In the newspaper biz there is an expression, "burying the lede," which means to put the most important part of the story, which typically should be close to the beginning, deep in the body of the article. If I come home from work, say hello to the wife, putter around a bit, then suddenly remember some bit of exciting news, I might say, "Whoops honey—I buried the lede."
Sometimes burying the lede is done intentionally, to provide a bit of flair at the end—"a kicker," to use another journalistic term. And sometimes, I believe, the writer just doesn't seem to realize how incredible a certain fact is, and it ends up stranded in the middle of the story.
This was the case in the New York Times article "The House That Calvin Built," splashed across the top two-thirds of the front page of the SundayStyles section this past Sunday, with a huge photo of the $75 million house that fashion designer Calvin Klein is buliding in Southhampton, New York. It is your general Rich-Man-Builds-House story, chronicling the five years the project has taken, the reaction of neighbors.
A neighbor I spoke with who started the lengthy story bailed out before getting to the amazing part. I stuck with it for the same reason anybody reads these stories, to feel a shimmer of the warmth of the super wealthy. And there were delights that kept you reading. The Klein spokesman's fussy refusal to comment on the matter: "At this time, Calvin really doesn't want to participate in any editorial on the house." At first I thought the spokesman didn't grasp the difference between an editorial on the editorial pages and a puff piece in the style section. But, upon consideration, I realized his reply just reflected fashionspeak for the words that go around photos. It's all "editorial" to them, and he might have a point there.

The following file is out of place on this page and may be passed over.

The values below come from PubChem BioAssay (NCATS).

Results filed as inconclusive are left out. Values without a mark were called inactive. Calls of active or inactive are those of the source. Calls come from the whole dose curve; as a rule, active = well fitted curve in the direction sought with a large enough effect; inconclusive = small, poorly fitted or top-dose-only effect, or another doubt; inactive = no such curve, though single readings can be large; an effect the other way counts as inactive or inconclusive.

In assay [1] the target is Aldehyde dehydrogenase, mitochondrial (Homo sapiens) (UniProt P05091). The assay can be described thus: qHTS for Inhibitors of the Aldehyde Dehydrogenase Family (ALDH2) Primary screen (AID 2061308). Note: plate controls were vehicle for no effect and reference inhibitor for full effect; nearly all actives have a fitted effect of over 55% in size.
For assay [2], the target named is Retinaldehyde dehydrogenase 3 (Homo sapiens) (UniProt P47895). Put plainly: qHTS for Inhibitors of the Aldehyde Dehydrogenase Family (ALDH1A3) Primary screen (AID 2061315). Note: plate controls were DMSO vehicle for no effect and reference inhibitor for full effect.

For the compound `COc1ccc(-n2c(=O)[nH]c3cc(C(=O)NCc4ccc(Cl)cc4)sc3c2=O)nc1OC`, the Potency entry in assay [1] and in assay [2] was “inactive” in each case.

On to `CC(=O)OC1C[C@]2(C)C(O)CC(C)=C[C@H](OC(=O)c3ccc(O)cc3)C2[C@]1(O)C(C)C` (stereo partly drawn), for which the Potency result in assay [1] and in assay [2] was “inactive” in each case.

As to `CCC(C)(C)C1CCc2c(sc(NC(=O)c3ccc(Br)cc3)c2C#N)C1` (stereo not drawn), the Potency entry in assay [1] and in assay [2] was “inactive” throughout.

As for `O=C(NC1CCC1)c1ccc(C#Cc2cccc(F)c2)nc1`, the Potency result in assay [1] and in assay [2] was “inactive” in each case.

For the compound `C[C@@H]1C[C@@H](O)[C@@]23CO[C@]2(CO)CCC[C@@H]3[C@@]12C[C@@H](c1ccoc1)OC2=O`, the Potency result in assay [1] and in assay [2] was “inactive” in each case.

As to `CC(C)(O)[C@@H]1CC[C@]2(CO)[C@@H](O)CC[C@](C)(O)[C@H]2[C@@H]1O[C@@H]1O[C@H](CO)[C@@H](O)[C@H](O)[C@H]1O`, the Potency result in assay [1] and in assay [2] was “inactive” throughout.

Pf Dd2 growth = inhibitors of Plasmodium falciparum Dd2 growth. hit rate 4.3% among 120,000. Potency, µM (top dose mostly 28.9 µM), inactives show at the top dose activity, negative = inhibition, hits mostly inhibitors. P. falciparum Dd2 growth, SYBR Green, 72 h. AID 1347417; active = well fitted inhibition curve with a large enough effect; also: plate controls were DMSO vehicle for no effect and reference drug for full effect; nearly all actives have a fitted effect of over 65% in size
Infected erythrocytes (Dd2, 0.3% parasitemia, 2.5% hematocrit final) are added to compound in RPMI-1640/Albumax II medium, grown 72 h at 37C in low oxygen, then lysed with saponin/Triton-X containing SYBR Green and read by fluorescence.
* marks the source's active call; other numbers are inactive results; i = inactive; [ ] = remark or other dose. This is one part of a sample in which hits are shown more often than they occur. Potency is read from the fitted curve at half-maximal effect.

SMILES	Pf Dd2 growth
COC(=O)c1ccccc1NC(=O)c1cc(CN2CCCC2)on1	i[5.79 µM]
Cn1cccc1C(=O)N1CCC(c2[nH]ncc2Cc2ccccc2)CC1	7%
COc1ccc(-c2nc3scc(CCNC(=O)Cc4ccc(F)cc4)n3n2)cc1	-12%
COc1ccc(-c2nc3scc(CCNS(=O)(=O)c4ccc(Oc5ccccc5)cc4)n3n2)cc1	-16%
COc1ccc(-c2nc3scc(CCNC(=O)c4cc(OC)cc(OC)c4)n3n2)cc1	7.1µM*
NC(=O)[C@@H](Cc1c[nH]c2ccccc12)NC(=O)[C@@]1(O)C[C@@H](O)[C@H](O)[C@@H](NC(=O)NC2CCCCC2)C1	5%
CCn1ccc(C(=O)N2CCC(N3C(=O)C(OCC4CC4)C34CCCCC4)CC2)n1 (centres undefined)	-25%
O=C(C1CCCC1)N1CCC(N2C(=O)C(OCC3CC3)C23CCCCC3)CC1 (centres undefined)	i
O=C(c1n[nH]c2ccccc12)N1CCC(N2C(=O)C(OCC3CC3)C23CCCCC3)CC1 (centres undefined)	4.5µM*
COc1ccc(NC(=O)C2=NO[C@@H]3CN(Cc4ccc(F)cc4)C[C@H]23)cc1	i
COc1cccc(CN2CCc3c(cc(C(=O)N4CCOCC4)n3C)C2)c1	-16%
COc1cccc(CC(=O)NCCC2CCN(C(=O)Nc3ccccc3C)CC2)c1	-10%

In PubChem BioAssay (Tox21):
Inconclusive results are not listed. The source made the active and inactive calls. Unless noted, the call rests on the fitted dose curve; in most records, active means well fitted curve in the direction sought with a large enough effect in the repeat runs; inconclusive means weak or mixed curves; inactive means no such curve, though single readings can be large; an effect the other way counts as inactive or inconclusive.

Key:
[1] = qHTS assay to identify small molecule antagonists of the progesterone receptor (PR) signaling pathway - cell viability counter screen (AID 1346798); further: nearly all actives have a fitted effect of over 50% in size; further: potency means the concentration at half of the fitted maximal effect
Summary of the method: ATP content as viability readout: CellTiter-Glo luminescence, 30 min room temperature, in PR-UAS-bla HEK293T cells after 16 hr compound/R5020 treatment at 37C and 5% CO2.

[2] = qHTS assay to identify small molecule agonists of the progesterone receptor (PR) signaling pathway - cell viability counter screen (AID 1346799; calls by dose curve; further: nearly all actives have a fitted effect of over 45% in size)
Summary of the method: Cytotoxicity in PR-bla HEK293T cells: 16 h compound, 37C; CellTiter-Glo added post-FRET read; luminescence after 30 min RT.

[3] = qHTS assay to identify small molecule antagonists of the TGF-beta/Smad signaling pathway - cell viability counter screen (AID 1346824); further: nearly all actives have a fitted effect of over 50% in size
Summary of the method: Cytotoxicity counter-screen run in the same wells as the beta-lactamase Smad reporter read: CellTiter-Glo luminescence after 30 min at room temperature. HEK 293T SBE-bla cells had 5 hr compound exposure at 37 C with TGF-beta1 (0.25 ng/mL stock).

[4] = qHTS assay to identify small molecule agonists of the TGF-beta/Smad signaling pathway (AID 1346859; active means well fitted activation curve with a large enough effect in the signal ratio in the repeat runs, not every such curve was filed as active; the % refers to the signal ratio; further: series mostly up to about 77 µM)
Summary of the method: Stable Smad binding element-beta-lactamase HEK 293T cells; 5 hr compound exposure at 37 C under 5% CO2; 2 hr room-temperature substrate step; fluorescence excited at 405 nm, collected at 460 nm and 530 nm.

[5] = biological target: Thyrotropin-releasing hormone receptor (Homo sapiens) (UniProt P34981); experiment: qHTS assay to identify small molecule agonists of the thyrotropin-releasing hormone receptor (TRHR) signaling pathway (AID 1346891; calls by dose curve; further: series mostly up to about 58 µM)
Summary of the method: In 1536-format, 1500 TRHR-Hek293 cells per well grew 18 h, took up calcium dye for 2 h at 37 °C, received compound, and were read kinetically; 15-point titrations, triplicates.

The wonder didn't occur—and I guess I'm burying the lede myself here, though I consider it providing context—until the 30th paragraph, when author Jacob Bernstein, following a description of the former mansion on the site being chopped up and carted away, serves up this stunner:
After that, a life-size mock-up of the two story house was built of plywood on the property. That project was so substantial that it required a building permit from the Village of Southampton and wound up costing approximately $350,000, according to two sources close to Mr. Klein. So that Mr. Klein could get an even better idea of what it was to be like, the furniture he had in mind was created of foamcore.Have you ever heard of such a practice in your life? Have you ever imagined it? Of course not. I truly believe, if you locked F. Scott Fitzgerald, Barbara Cartland and P.G. Wodehouse in a room and charged them with dreaming up the most indulgent follies of the rich they could imagine, they would never come up with that image—the plywood sample house — not in a hundred years. The faux tester house, with its foam furniture, built so Calvin Klein can wander through and make sure that everything is Just So before the real house gets built.